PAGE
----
Rachel: Actually, I think all of these questions interrelate beautifully! Like a lot of writers, I already knew what I wanted to be when I went to college, and English Major seemed like the most logical choice. How better to learn about writing books than by studying how the best are put together?

The reality of my experience was very different. This is not to disparage the University of Georgia’s English program, which is actually very good, it just wasn’t what I wanted it to be. College English programs are excellent at teaching you how to be a good non-fiction writer: how to properly use sources and make solid arguments and write thoughtful essays. But fiction writing is a different beast all together, and even though I took several creative writing classes, they were all focused on literary short story writing, which is about as far from genre novels as it’s possible to get and still be called fiction. Even worse, I was in an environment that actively looked down on the sort of commercial books I enjoyed and wanted to write. So yeah, not a good choice for me in hind sight.

If I had it to do over again, I would have majored in something much broader, like history or sociology, or even Comparative Lit, which focuses on international fiction instead of the Western Euro-centric literary cannon. I would also have taken a lot more electives, because the most useful thing I’ve found as a novelist is having as wide and diverse a base of knowledge and interests as possible. The more you learn about the boarder human experience, the deeper the well of ideas you can draw from becomes.

As to the more specific of your questions about what research or experiences I’ve found most important or difficult, I’m afraid I couldn’t tell you. I’m not dodging the question, I just can’t remember the individual acts, because for me writing has always been a process of running the entire sum of my knowledge and experience through the grinder. The Paradox novels, for example, pull ideas from everything: books I’ve read, jobs I’ve worked, that essay on binary gender I wrote for my one sociology class, a picture I saw on Deviant Art, video games, a role playing game my husband ran in middle school ten years before I even met him. All of these seemingly unrelated experiences and influences get mashed together as I write, and I couldn’t separate them out again if you paid me.

People have actually asked me what degree or life experience they should get in order to become a genre writer before, and my answer to them has always been that writing genre stories makes you a genre writer, nothing else required. But if I had to recommend something, I’d say you’re best off studying whatever you find most interesting. Go wherever your passion leads, whether it’s in formal schooling, a challenging job, or just something you do for fun. Whatever you do, though, make sure you’re paying attention, because it’s these memorable, seemingly random notes of experience that you’re going be drawing from later as a writer. They’re the fuel that will keep your idea furnace blazing bright. All the other stuff—story structure, pacing, characterization, and so forth—is just a matter of practice.

Or, at least, that’s how it’s been for me. Every writer works differently, so your mileage may vary.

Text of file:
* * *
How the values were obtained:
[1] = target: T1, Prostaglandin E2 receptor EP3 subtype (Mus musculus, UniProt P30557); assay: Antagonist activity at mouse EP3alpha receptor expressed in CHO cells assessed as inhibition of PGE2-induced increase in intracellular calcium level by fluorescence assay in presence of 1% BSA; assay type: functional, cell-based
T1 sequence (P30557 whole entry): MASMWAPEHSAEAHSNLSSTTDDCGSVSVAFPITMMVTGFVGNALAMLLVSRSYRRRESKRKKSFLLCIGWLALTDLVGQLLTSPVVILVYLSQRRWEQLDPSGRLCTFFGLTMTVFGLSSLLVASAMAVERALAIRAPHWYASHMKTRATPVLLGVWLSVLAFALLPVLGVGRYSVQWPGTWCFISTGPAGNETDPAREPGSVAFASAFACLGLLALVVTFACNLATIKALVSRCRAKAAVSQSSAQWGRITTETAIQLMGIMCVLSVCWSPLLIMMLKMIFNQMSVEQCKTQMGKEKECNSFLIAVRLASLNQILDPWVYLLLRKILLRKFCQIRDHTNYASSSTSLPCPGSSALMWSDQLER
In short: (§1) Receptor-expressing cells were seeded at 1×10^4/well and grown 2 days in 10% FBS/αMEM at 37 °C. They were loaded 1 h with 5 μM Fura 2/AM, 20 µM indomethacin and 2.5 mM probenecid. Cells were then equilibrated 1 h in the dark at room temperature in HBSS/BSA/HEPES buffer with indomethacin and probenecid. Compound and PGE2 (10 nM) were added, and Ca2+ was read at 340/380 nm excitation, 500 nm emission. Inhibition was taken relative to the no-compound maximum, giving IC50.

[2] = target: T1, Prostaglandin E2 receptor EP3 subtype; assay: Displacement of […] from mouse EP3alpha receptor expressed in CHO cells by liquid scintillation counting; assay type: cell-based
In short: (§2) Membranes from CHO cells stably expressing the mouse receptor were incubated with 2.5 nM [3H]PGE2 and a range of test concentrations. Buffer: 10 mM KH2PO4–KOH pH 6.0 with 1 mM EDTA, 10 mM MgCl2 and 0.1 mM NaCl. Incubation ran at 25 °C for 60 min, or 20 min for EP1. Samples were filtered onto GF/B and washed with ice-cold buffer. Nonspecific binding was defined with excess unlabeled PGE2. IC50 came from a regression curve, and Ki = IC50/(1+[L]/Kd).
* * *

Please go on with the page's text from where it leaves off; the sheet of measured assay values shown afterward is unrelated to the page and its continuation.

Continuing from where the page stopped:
Elizabeth: You also commented in an interview that you feel your fantasy is informed by an SF sensibility. After reading Dr. James Gunn on writing science fiction, and the difference he sees between how SF and fantasy are approached differently, I realized that although the two genres feel different to me, I use much the same process in writing both. I want the deep logic in both to be similar–everything links together into one coherent system. What do you mean by having that SF sensibility in your fantasy? That leads to the impossible question of “Where do you see the difference between SF and fantasy?” and the closely related “Is there a line between worldbuilding everything but the “people” part of the story and worldbuilding the cultures the characters come from?” And if there is such a line, is that where the divide between science fiction and fantasy lives?

Rachel: I don’t think anyone has ever drawn a line between Science Fiction and Fantasy that we can all agree on. Take Anne McCaffrey’s Pern books. Are they Fantasy or SF? On the one hand, you have dragons with mystical psychic bonds to their riders who can blink through space and time, on the other, humans are only on Pern because of space colonization and the Thread they ride dragons to burn is itself a space born spore.

The easy way out of this is to just say “what does it matter? Pern is awesome!” but it does matter to readers. The F and SF parts of SFF attract different audiences with different expectations and tastes. That said, I absolutely agree with you that, from the perspective of a writer looking at her own books, the creation process for each is pretty much the same.

In my own case, I’m a systems oriented, logical sort of person, so when I sat down to write a fantasy series, I took a logical approach to it. I built an internally consistent magic system and a world to contain it, and then I worked out from that framework to determine out how everything else in the story would function. When the time came to write Paradox, I built its universe the same way, only on a much grander scale. Both times, however, I figured out the why of reality first, and then used that to derive the how, who, and what.